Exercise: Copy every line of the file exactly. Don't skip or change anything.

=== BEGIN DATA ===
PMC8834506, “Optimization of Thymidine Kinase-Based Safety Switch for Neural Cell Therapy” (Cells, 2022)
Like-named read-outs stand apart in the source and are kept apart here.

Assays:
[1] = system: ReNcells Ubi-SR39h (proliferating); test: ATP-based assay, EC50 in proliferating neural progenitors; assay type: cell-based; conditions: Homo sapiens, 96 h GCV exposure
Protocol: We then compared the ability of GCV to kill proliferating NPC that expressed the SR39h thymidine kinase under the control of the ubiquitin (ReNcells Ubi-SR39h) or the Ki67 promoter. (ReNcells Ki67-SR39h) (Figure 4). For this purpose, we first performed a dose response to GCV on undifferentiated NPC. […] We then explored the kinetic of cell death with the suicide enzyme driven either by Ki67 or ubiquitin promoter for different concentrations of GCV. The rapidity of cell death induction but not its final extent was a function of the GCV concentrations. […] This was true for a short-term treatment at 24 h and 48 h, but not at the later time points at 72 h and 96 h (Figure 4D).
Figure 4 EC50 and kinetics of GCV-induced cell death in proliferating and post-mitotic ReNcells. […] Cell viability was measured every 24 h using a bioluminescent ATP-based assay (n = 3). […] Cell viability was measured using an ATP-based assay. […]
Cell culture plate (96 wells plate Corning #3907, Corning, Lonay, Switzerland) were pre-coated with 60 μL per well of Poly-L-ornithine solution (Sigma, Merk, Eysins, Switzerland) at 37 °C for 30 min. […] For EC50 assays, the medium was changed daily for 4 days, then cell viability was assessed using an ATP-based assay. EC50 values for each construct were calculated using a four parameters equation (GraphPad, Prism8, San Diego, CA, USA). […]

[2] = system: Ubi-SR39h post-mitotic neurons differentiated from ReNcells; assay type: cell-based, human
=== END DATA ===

PMC8834506, “Optimization of Thymidine Kinase-Based Safety Switch for Neural Cell Therapy” (Cells, 2022)
Like-named read-outs stand apart in the source and are kept apart here.

Assays:
[1] = system: ReNcells Ubi-SR39h (proliferating); test: ATP-based assay, EC50 in proliferating neural progenitors; assay type: cell-based; conditions: Homo sapiens, 96 h GCV exposure
Protocol: We then compared the ability of GCV to kill proliferating NPC that expressed the SR39h thymidine kinase under the control of the ubiquitin (ReNcells Ubi-SR39h) or the Ki67 promoter. (ReNcells Ki67-SR39h) (Figure 4). For this purpose, we first performed a dose response to GCV on undifferentiated NPC. […] We then explored the kinetic of cell death with the suicide enzyme driven either by Ki67 or ubiquitin promoter for different concentrations of GCV. The rapidity of cell death induction but not its final extent was a function of the GCV concentrations. […] This was true for a short-term treatment at 24 h and 48 h, but not at the later time points at 72 h and 96 h (Figure 4D).
Figure 4 EC50 and kinetics of GCV-induced cell death in proliferating and post-mitotic ReNcells. […] Cell viability was measured every 24 h using a bioluminescent ATP-based assay (n = 3). […] Cell viability was measured using an ATP-based assay. […]
Cell culture plate (96 wells plate Corning #3907, Corning, Lonay, Switzerland) were pre-coated with 60 μL per well of Poly-L-ornithine solution (Sigma, Merk, Eysins, Switzerland) at 37 °C for 30 min. […] For EC50 assays, the medium was changed daily for 4 days, then cell viability was assessed using an ATP-based assay. EC50 values for each construct were calculated using a four parameters equation (GraphPad, Prism8, San Diego, CA, USA). […]

[2] = system: Ubi-SR39h post-mitotic neurons differentiated from ReNcells; assay type: cell-based, human